Eataly Boston opened Tuesday at the Prudential Center.
"Boston was a no brainer," said CEO Nicola Farinetti.
Farinetti said when he visited the North End, he was inspired to build an Eataly in Boston. He also pointed to the city's college scene as an excellent way to reach young people.
"It's a good age to try and make them understand what you put into your body is more important than what you put outside your body," said Farinetti.
Celebrity chef and Eataly partner Mario Batali also explained that Eataly is not just a store, it's an experience.
"You can come in and taste a million things, try a thousand wines, but it's really about the education," he said. "It's about informing the customer on how to make their own decisions. There is also a cooking school inside Eataly Boston, so you can learn how to use the ingredients you can buy in store."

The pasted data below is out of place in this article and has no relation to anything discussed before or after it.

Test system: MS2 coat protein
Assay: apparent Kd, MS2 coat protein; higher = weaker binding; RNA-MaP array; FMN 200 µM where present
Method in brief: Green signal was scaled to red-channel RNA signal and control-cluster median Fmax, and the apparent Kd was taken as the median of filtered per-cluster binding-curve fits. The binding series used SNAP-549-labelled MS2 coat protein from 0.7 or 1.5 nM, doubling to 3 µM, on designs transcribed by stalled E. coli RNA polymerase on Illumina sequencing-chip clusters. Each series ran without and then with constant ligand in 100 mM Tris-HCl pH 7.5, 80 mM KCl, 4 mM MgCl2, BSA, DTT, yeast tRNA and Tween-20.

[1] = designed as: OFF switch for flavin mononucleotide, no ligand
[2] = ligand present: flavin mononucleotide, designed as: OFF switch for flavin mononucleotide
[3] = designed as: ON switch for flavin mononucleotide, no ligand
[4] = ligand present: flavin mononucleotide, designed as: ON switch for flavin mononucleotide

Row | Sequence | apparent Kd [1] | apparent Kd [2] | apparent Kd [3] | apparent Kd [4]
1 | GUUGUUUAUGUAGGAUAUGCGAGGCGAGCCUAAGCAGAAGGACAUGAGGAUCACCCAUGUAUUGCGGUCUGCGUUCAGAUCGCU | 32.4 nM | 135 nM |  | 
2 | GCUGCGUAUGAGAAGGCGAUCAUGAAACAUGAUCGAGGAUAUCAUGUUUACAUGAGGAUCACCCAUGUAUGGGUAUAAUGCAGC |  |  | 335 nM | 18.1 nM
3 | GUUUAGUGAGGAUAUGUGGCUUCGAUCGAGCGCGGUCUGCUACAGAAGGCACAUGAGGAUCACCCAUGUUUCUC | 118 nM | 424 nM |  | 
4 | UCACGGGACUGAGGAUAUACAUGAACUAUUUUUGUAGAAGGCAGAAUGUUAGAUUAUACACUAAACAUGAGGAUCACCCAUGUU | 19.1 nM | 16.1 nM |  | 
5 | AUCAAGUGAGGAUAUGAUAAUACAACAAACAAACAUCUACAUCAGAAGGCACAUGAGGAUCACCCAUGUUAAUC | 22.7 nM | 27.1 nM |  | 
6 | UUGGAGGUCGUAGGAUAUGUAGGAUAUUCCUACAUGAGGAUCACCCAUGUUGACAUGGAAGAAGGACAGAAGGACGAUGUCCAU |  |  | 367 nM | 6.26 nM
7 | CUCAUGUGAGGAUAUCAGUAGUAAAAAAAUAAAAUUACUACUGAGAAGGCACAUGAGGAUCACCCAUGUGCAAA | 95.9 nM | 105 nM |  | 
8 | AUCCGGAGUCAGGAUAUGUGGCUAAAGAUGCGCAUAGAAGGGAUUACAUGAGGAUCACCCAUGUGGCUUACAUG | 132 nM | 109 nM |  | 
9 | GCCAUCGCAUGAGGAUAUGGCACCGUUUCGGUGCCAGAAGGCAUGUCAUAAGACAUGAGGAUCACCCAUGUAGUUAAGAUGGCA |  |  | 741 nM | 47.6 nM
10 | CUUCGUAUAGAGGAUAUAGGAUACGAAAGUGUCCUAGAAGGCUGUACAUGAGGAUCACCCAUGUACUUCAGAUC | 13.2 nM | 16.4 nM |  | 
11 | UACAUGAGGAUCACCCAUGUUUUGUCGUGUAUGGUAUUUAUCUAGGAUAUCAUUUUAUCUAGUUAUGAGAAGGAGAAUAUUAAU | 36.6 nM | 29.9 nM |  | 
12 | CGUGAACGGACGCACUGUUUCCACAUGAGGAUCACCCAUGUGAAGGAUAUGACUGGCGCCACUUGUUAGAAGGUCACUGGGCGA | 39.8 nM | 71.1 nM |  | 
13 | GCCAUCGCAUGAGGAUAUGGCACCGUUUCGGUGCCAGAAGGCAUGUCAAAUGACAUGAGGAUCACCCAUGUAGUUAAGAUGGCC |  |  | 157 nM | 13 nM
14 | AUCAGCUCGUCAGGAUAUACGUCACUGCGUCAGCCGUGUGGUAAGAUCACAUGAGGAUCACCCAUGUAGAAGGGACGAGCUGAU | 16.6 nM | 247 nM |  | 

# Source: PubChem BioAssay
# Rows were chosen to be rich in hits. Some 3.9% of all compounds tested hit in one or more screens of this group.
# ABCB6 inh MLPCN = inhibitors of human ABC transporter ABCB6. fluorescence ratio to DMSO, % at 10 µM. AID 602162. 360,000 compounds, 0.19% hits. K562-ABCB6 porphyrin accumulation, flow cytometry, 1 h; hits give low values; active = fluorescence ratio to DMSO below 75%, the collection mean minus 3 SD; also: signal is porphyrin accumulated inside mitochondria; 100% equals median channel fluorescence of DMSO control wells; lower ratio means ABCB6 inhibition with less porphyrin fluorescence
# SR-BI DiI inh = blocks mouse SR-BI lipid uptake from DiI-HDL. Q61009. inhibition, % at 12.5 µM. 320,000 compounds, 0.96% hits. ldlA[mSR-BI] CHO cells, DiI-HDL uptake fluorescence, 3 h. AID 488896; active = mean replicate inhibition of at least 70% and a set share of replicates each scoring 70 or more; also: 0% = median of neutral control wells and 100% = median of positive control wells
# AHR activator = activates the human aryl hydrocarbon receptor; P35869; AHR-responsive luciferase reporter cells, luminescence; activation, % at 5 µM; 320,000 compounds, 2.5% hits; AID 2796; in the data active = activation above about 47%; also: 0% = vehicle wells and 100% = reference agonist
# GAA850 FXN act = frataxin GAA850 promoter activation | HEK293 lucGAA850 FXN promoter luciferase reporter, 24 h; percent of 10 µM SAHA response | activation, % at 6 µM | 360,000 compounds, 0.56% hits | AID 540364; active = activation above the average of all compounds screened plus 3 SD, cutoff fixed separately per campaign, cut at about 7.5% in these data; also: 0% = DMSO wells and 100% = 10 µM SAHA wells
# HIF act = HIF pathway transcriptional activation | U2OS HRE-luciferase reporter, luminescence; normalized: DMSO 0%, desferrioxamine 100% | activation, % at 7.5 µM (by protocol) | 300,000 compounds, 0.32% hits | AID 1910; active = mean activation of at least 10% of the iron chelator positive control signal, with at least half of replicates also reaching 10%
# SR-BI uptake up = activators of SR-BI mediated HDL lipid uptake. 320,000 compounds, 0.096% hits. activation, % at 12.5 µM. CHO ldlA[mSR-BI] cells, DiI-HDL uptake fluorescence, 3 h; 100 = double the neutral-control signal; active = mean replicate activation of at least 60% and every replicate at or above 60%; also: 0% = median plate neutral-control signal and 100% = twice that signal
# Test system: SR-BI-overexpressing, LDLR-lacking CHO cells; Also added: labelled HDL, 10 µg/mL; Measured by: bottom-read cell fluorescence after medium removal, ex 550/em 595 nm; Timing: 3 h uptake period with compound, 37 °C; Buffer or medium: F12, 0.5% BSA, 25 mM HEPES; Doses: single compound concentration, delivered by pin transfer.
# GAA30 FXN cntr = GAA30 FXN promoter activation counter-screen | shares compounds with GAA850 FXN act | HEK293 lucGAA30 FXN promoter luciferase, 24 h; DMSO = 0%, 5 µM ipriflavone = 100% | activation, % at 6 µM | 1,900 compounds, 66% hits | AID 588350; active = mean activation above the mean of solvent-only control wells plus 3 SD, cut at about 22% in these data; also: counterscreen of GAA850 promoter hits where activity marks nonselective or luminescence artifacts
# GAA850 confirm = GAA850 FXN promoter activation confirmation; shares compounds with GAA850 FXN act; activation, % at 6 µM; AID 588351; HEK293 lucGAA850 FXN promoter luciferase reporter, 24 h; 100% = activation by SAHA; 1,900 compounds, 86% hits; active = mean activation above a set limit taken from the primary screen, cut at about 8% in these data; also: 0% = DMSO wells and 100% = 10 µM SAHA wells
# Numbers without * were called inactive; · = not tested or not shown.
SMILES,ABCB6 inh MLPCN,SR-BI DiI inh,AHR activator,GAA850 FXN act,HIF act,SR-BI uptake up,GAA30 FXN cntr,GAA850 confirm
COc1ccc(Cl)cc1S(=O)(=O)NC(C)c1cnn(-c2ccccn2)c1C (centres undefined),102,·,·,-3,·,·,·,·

Walking around Eataly, you'll see there are individual sections devoted to cheese, wine, pasta and meats. Since this location is in Boston, there's also a seafood section, which encourages shoppers to try different fish in hopes of creating a more sustainable fishing environment.
Famed Boston Chef Barbara Lynch was personally brought in by Mario Batali to consult on the seafood element of Eataly Boston. She says she was happy to share her knowledge of the local fishing industry.
"This is a commitment to the public," Lynch said.
Farinetti said the Boston Eataly hired over 650 workers at the restaurant. It's also working with local farms and vendors to supply the store with plenty of locally sourced goods.